India Supreme Court allows Mumbai dance bars to reopen
India's Supreme Court has stayed a law banning dance bars in the western state of Maharashtra and its capital Mumbai, allowing them to reopen.
Maharashtra passed the law last year after the top court overturned an earlier ban by the state government.
The state government first banned dance bars in 2005, saying they "corrupted young people and were a front for crime and prostitution".
Bar owners and dancers had bitterly protested against the ban.
Before the ban, more than 100,000 women were employed in some 1,400 dance bars in the state.
The women would dance to Bollywood numbers and clients often threw money at them.
The case has been going on in the court for a long time.
Timeline of the case
* The 2005 ban was first overturned by the high court in Mumbai in April 2006, but soon after the ruling the state government appealed in the Supreme Court which ordered the bars to remain closed until it gave a final order.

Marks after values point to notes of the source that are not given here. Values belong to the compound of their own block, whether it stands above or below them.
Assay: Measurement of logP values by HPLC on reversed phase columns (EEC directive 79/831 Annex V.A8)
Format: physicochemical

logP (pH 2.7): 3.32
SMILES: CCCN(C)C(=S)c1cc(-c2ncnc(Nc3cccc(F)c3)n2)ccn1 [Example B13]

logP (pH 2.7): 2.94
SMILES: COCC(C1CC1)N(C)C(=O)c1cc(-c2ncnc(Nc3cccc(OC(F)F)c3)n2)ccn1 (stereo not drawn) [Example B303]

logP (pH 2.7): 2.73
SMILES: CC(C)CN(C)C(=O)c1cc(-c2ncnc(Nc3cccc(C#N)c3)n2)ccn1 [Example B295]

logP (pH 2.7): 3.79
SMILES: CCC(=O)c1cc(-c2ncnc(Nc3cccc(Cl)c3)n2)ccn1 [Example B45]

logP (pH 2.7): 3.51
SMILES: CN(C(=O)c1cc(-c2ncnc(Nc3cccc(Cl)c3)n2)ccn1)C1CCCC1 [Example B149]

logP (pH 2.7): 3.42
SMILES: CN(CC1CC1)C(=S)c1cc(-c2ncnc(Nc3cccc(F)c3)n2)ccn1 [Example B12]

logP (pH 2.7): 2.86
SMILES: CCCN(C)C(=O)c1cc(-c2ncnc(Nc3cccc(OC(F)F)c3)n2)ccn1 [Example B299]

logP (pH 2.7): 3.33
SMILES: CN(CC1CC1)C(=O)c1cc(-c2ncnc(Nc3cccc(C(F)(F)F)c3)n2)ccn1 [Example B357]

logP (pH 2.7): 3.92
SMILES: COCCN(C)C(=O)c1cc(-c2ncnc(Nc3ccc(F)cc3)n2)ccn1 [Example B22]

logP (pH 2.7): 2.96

* In July 2013, the Supreme Court said the bars could reapply for their licences and they could reopen.
* In June 2014, the Maharashtra government amended the law, which effectively banned the dance bars once again.
* On Thursday, the Supreme Court judges stayed the 2014 law saying that it wasn't very different from the law passed in 2005 which they had already declared unconstitutional.
The court ruled that dance bars could now reopen, but said that licensing authorities had the power to regulate "indecent" dance performances.
The judges said they would hold a final hearing in the case on 5 November.